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Twittarians Expect Trump’s Pot Plan to Totally Trigger Jeff Sessions


The Associated Press on Friday reported that President Donald Trump is considering a plan to scrap federal marijuana laws and to leave pot regulation to the states.

The clouds of smoke some people are envisioning are not those emanating from a Woodstock reunion, but rather from the ears of Attorney General Jeff Sessions.

The vulgarity picked up from there:

The vulgar language did get worse. We won’t keep embedding. People have made their point(s), and the point(s) have been duly noted.

A lot of people credit Sessions with thinking that marijuana is about as evil as the devil himself (though this Family Guy spoof about an alleged “super devil” complicates that analysis). Yet Sessions’ views are a tiny, tiny smidge more nuanced. As Fortune pointed out, Sessions said during his confirmation hearing that marijuana enforcement could put a strain on federal resources. Yet Sessions has also said that “good people don’t smoke marijuana” and that “we need grown-ups in charge in Washington to say marijuana is not the kind of thing that ought to be legalized . . . that it is, in fact, a very real danger.” Among a Newsweek directory of Sessions’ marijuana quotes are these: “I reject the idea that America will be a better place if marijuana is sold in every corner store,” “our nation needs to say clearly once again that using drugs will destroy your life,” and “I think one of [President Obama’s] great failures, it’s obvious to me, is his lax treatment in comments on marijuana . . . it reverses 20 years almost of hostility to drugs that began really when Nancy Reagan started ‘Just Say No.'”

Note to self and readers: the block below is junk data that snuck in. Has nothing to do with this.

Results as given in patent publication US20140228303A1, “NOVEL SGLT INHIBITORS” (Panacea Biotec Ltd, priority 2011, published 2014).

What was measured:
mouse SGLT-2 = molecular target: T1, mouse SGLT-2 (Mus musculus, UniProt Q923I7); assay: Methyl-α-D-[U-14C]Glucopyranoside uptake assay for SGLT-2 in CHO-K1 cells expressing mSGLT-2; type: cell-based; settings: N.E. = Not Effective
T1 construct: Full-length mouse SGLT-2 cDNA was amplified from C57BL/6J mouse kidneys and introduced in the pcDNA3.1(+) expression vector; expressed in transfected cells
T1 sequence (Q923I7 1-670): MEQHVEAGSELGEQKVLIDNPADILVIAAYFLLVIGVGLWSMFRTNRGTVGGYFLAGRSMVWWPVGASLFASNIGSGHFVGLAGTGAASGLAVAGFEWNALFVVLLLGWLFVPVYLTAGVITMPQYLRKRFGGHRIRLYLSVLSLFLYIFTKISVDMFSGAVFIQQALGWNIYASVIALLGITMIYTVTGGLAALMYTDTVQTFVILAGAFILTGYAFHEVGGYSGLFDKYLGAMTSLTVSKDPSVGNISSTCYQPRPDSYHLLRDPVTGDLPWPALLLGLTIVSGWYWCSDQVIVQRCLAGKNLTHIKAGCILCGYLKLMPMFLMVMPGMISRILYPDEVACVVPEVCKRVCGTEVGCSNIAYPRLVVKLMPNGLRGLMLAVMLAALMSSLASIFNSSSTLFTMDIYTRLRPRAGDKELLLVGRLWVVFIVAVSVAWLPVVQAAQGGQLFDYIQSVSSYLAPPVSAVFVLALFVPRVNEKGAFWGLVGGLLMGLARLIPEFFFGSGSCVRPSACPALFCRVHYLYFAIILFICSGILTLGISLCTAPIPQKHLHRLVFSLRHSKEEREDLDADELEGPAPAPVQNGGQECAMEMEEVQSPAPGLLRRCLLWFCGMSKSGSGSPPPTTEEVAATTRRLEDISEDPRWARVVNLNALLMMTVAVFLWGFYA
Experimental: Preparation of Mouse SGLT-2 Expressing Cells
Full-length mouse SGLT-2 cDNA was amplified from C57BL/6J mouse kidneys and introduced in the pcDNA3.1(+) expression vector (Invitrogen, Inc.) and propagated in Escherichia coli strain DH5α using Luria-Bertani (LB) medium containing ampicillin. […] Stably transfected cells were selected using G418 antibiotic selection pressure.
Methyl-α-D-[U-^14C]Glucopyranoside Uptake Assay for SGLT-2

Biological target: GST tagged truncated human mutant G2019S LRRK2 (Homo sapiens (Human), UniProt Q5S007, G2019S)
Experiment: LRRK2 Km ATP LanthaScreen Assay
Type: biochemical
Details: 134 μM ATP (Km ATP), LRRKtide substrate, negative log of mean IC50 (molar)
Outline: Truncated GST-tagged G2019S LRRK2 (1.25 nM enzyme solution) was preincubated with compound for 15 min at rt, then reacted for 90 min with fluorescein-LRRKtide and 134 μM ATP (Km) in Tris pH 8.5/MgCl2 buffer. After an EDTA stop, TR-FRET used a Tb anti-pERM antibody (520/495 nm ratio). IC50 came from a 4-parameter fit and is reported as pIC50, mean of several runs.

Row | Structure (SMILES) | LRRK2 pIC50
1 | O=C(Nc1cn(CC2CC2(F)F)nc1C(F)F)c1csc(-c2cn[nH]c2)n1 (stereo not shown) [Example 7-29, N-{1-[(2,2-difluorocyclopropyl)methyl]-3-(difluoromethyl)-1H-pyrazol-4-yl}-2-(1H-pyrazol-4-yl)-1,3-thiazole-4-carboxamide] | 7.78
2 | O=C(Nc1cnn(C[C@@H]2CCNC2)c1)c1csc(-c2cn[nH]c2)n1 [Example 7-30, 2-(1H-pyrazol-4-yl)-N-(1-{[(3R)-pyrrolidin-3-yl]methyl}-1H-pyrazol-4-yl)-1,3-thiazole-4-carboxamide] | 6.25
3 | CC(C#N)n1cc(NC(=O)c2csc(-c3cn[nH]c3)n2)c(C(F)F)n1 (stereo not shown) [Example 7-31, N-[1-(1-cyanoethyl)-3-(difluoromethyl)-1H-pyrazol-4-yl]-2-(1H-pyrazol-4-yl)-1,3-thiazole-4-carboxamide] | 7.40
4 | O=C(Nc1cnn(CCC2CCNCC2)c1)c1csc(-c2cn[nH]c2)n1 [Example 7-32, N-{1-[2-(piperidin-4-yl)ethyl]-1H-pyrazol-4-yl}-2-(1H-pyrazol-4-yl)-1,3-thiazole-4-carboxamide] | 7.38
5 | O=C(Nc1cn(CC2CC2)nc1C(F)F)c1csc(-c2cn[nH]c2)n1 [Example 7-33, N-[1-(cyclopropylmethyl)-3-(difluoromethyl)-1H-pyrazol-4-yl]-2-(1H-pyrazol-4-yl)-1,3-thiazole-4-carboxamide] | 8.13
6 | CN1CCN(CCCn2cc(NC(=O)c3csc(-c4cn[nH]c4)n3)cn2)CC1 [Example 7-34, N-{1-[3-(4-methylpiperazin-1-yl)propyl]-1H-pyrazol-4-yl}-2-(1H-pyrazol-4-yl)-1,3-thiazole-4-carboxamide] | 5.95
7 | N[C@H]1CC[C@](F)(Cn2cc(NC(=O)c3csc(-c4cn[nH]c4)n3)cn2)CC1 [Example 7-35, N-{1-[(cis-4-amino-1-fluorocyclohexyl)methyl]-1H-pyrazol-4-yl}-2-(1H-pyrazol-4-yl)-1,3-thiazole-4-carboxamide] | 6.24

Just six months ago, Sessions issued a memorandum to U.S. attorneys which said that “marijuana is a dangerous drug and that marijuana activity is a serious crime.”

As Twitter was quick to point out, Trump’s move could be another sign that he’s at odds with Sessions. Either that or he just wants to win re-election in a state like Colorado, where he lost to Clinton by about 5% of the vote, and California, where he lost to Clinton bigly — by 30% of the vote.

[Image via Shawn Thew/Pool/Getty Images.]

This is an opinion piece. The views expressed in this article are those of just the author.

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Aaron Keller holds a juris doctor degree from the University of New Hampshire School of Law and a broadcast journalism degree from Syracuse University. He is a former anchor and executive producer for the Law&Crime Network and is now deputy editor-in-chief for the Law&Crime website. DISCLAIMER:  This website is for general informational purposes only. You should not rely on it for legal advice. Reading this site or interacting with the author via this site does not create an attorney-client relationship. This website is not a substitute for the advice of an attorney. Speak to a competent lawyer in your jurisdiction for legal advice and representation relevant to your situation.